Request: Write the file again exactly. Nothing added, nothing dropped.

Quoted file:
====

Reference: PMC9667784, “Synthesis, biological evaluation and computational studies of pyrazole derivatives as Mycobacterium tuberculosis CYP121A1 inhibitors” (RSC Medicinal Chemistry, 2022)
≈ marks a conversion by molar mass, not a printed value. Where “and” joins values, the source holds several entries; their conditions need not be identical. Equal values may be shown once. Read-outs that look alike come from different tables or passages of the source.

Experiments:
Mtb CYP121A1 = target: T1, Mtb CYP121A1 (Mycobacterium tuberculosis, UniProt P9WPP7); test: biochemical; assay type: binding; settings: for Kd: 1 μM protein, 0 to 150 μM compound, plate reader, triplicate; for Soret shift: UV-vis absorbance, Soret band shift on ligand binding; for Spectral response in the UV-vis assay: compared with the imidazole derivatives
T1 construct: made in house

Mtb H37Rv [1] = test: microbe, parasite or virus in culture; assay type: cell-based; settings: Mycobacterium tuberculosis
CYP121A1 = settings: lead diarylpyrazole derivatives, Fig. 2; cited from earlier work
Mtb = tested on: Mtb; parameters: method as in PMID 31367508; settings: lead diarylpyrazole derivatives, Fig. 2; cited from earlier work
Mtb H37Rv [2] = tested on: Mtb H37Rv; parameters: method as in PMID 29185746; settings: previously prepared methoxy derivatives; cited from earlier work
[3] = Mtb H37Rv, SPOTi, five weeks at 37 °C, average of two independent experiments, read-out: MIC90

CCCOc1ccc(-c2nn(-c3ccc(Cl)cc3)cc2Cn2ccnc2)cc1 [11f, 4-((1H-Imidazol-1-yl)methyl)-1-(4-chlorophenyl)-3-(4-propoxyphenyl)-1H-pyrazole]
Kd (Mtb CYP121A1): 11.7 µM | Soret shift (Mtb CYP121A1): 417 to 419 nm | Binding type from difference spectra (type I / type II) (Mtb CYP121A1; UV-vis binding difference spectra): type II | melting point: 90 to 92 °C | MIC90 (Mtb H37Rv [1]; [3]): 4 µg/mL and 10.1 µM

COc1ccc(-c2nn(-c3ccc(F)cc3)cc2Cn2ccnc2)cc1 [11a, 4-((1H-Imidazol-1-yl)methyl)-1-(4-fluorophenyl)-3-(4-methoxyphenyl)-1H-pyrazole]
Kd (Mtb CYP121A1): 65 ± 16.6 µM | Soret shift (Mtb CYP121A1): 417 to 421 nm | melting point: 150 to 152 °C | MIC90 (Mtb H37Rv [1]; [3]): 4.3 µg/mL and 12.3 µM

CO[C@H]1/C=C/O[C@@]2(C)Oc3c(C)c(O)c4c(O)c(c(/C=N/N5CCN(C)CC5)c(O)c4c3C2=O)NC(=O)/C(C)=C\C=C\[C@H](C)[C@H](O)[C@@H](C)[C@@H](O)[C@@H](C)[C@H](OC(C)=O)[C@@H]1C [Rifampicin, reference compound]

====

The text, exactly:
Reference: PMC9667784, “Synthesis, biological evaluation and computational studies of pyrazole derivatives as Mycobacterium tuberculosis CYP121A1 inhibitors” (RSC Medicinal Chemistry, 2022)
≈ marks a conversion by molar mass, not a printed value. Where “and” joins values, the source holds several entries; their conditions need not be identical. Equal values may be shown once. Read-outs that look alike come from different tables or passages of the source.

Experiments:
Mtb CYP121A1 = target: T1, Mtb CYP121A1 (Mycobacterium tuberculosis, UniProt P9WPP7); test: biochemical; assay type: binding; settings: for Kd: 1 μM protein, 0 to 150 μM compound, plate reader, triplicate; for Soret shift: UV-vis absorbance, Soret band shift on ligand binding; for Spectral response in the UV-vis assay: compared with the imidazole derivatives
T1 construct: made in house

Mtb H37Rv [1] = test: microbe, parasite or virus in culture; assay type: cell-based; settings: Mycobacterium tuberculosis
CYP121A1 = settings: lead diarylpyrazole derivatives, Fig. 2; cited from earlier work
Mtb = tested on: Mtb; parameters: method as in PMID 31367508; settings: lead diarylpyrazole derivatives, Fig. 2; cited from earlier work
Mtb H37Rv [2] = tested on: Mtb H37Rv; parameters: method as in PMID 29185746; settings: previously prepared methoxy derivatives; cited from earlier work
[3] = Mtb H37Rv, SPOTi, five weeks at 37 °C, average of two independent experiments, read-out: MIC90

CCCOc1ccc(-c2nn(-c3ccc(Cl)cc3)cc2Cn2ccnc2)cc1 [11f, 4-((1H-Imidazol-1-yl)methyl)-1-(4-chlorophenyl)-3-(4-propoxyphenyl)-1H-pyrazole]
Kd (Mtb CYP121A1): 11.7 µM | Soret shift (Mtb CYP121A1): 417 to 419 nm | Binding type from difference spectra (type I / type II) (Mtb CYP121A1; UV-vis binding difference spectra): type II | melting point: 90 to 92 °C | MIC90 (Mtb H37Rv [1]; [3]): 4 µg/mL and 10.1 µM

COc1ccc(-c2nn(-c3ccc(F)cc3)cc2Cn2ccnc2)cc1 [11a, 4-((1H-Imidazol-1-yl)methyl)-1-(4-fluorophenyl)-3-(4-methoxyphenyl)-1H-pyrazole]
Kd (Mtb CYP121A1): 65 ± 16.6 µM | Soret shift (Mtb CYP121A1): 417 to 421 nm | melting point: 150 to 152 °C | MIC90 (Mtb H37Rv [1]; [3]): 4.3 µg/mL and 12.3 µM

CO[C@H]1/C=C/O[C@@]2(C)Oc3c(C)c(O)c4c(O)c(c(/C=N/N5CCN(C)CC5)c(O)c4c3C2=O)NC(=O)/C(C)=C\C=C\[C@H](C)[C@H](O)[C@@H](C)[C@@H](O)[C@@H](C)[C@H](OC(C)=O)[C@@H]1C [Rifampicin, reference compound]